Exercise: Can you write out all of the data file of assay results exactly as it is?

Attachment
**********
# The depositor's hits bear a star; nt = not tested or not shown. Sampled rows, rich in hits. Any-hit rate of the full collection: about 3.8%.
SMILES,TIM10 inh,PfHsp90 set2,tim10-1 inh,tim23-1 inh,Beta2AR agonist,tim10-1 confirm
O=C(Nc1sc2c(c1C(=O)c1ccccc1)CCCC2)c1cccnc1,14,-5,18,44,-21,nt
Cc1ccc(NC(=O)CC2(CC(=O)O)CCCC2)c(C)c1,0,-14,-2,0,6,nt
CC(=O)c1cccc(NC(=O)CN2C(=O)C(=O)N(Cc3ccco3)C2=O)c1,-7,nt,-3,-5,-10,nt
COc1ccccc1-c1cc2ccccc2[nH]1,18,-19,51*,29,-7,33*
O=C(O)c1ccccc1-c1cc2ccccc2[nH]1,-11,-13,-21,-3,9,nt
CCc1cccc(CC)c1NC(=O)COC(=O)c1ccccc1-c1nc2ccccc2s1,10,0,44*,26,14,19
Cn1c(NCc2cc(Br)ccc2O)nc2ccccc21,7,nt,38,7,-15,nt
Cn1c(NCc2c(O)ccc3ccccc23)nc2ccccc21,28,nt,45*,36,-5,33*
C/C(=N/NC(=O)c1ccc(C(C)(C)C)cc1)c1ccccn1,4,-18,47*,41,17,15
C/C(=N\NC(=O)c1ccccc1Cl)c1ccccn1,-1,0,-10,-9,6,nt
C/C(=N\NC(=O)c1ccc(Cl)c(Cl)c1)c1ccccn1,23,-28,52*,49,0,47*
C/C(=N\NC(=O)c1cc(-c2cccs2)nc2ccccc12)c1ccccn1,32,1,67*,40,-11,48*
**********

# The depositor's hits bear a star; nt = not tested or not shown. Sampled rows, rich in hits. Any-hit rate of the full collection: about 3.8%.
SMILES,TIM10 inh,PfHsp90 set2,tim10-1 inh,tim23-1 inh,Beta2AR agonist,tim10-1 confirm
O=C(Nc1sc2c(c1C(=O)c1ccccc1)CCCC2)c1cccnc1,14,-5,18,44,-21,nt
Cc1ccc(NC(=O)CC2(CC(=O)O)CCCC2)c(C)c1,0,-14,-2,0,6,nt
CC(=O)c1cccc(NC(=O)CN2C(=O)C(=O)N(Cc3ccco3)C2=O)c1,-7,nt,-3,-5,-10,nt
COc1ccccc1-c1cc2ccccc2[nH]1,18,-19,51*,29,-7,33*
O=C(O)c1ccccc1-c1cc2ccccc2[nH]1,-11,-13,-21,-3,9,nt
CCc1cccc(CC)c1NC(=O)COC(=O)c1ccccc1-c1nc2ccccc2s1,10,0,44*,26,14,19
Cn1c(NCc2cc(Br)ccc2O)nc2ccccc21,7,nt,38,7,-15,nt
Cn1c(NCc2c(O)ccc3ccccc23)nc2ccccc21,28,nt,45*,36,-5,33*
C/C(=N/NC(=O)c1ccc(C(C)(C)C)cc1)c1ccccn1,4,-18,47*,41,17,15
C/C(=N\NC(=O)c1ccccc1Cl)c1ccccn1,-1,0,-10,-9,6,nt
C/C(=N\NC(=O)c1ccc(Cl)c(Cl)c1)c1ccccn1,23,-28,52*,49,0,47*
C/C(=N\NC(=O)c1cc(-c2cccs2)nc2ccccc12)c1ccccn1,32,1,67*,40,-11,48*